One of the newest startups in town is actually one of the oldest tech companies
in Israel, believe it or not. It’s hard to think of a company like Motorola as a
startup, but given the “trauma” the company has been through after splitting
itself apart into two entities, defining Motorola Solutions and Motorola
Mobility – the companies that resulted from the break-up – as startups is not
Venerable Motorola, which has been around since 1928,
decided a few years ago to split – or “separate,” as the company preferred to
call it – for a variety of reasons, and most analysts congratulated the company
on what they felt was a wise decision.
But clearly, there are going to be
consequences – business-related as well as corporate-cultural – when you monkey
with an entity that has been around for 80 years. In a sense, the management and
employees need to start over – making the two resulting companies into startups,
in a sense, at least to the people who work there.
Indeed, one of the
Motorola twins – Mobility – just recently went through a process many start-ups
end up facing: an “exit,” in this case into the waiting arms of Google, which in
August bought out the company, along with its 24,000 patents and 23,000
employees, for $12.5 billion.
Motorola Mobility concentrates on consumer
devices (cellphones, settop boxes, etc.), while Motorola Solutions, the
“business” side of Motorola, develops advanced data capture, wireless
infrastructure, bar-code scanning, two-way radios and business pagers, wireless
broadband networks and RFID solutions.
Motorola has a significant
presence in Israel, with a large R&D center mostly associated with Motorola
Solutions. The change, though, was felt here as well, and to top it all off, the
Israel team just moved into new headquarters in Airport City – exacerbating the
“startup” feeling among employees.
It was there that I met with one of
Motorola Solutions’ top executives, Michele A. (Shelly) Carlin, a Motorola
Solutions VP and the head of Human Resources in the company, who is responsible
for the company’s 20,000 employees. As HR chief, Carlin perhaps more than anyone
else at the company had to deal directly with many of the issues involved in
splitting an entity like Motorola into two.
“The separation of Motorola
is unique in a number of ways, and even though the transition went remarkably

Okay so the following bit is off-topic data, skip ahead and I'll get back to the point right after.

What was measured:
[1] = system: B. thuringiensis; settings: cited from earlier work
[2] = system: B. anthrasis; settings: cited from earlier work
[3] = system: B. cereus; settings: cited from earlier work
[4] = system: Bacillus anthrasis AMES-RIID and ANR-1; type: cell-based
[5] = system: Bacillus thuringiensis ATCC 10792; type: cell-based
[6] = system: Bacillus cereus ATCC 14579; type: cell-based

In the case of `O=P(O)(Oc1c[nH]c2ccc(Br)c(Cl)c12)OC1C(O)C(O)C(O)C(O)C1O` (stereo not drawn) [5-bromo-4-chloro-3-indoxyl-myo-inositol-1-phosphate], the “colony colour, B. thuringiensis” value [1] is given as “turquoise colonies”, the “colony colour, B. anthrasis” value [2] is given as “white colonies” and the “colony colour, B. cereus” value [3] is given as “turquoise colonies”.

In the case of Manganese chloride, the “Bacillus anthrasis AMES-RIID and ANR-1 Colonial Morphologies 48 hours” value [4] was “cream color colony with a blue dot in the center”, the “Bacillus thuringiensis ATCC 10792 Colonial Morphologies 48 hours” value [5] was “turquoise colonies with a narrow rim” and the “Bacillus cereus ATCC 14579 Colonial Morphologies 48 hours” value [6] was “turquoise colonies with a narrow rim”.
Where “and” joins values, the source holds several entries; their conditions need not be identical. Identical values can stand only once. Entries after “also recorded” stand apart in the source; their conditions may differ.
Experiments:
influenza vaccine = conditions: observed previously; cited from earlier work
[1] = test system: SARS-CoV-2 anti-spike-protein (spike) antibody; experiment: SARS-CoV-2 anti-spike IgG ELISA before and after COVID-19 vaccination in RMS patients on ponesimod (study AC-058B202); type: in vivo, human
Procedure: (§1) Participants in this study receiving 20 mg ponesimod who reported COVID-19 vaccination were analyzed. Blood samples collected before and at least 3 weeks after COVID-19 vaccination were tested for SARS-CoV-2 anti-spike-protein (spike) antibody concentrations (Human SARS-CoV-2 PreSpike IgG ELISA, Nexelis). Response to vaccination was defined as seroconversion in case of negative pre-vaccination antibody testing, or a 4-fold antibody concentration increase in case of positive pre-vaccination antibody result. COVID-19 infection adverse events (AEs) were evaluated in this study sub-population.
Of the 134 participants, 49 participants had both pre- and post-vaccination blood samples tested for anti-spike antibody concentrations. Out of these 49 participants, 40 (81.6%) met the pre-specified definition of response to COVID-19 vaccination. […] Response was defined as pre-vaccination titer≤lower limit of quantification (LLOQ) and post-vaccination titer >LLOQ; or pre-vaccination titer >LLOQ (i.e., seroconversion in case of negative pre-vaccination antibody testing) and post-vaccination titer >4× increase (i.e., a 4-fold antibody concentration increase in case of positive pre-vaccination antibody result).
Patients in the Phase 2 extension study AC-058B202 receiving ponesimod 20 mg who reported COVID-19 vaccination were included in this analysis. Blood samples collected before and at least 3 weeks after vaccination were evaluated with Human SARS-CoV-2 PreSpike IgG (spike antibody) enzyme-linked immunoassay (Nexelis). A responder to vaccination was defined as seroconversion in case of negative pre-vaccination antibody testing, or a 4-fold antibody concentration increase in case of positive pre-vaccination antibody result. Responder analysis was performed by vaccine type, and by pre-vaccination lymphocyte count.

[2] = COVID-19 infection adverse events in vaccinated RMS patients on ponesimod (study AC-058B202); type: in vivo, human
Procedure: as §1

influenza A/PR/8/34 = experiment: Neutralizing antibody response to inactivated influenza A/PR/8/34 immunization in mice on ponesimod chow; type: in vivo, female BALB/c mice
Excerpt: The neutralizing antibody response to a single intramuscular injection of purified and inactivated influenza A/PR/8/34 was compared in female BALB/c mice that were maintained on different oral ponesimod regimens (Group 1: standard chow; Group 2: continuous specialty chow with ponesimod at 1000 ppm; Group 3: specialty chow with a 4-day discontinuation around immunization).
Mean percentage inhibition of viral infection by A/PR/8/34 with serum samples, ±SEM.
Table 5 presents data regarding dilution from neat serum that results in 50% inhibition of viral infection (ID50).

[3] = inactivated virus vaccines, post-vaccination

smoothly, there were still some pitfalls,” she said.
worldwide company with the legacy and longevity of Motorola is certainly going
to be a challenge, no matter how much preparation we take.”
main challenges from a business point of view, she said, was ensuring that both
companies maintained their identities as Motorolas.
But of course the
major impact of the change was the one it had on employees, said
“The truth is that in the end there was really little for
employees to be concerned about. There had already been a clear distinction
between those who worked for the divisions that became Solutions and Mobility,
and the managers concentrated on their own units in those divisions.”
fact, she said, from a personnel point of view, the separation actually created
opportunities for workers.
“Many workers were able to qualify for
positions that suddenly became vacant, moving up in the corporation. Many people
in number two positions moved into top management positions in their
departments,” Carlin said.
And the separation only did good things for
Israel, she said.
“Where previously the Israel R&D center was one of
several in Motorola, there’s no doubt that it has become more important, since
there are fewer R&D centers now in Motorola Solutions.”
regardless, change does scare people, at least to some extent.
in fully prepared for what we expected to be a period of uncertainty among
employees,” said Carlin.
“We ran seminars and consultations, and
generally tried to reassure employees that the future was bright.”
factor in that effort, she said, was focusing on the message of what exactly
Motorola Solutions was all about, so that employees were clear on why they were
doing what they were doing and how they could enhance the company’s
“We used a concept called ‘Inside out,’ in which we stressed the
core of how Motorola Solutions related to the world.”
It was a great
strategy, Carlin said, one that helped to ease fears and to make the transition
Yehuda Porath, a Motorola Solutions VP and HR director for
the Israel center, agreed, saying that the preparation that the company took
greatly calmed nervous workers.
“The truth is that the vast majority of
workers here in Israel were always associated with the division that became
Solutions, so the actual impact of the separation was less dramatic here. But
still there were concerns,” he said, not the least of which was connected to the
move to a new, modern complex in Airport City.
“The change in the
corporate structure and the change of space – in which many people, for example,
lost their offices and found themselves working in a large open space – was a
cause of concern to some workers,” said Porath.
But now that everyone has
gotten used to both ideas, employees are full of praise – both for the way the
separation was taken care of and the way the move to Airport City was handled,
That, said Carlin, is the general feeling in the company
“For me, leading HR through the transition was perhaps the
most challenging – and most rewarding – job I have ever done. I’m glad to be a
part of the effort to help make a difference.
It was hard work and there
were difficult moments, but I feel we rose to the challenge,” she said, adding
that “we learned a great deal in the separation, and that has made Motorola
Solutions an even better company.”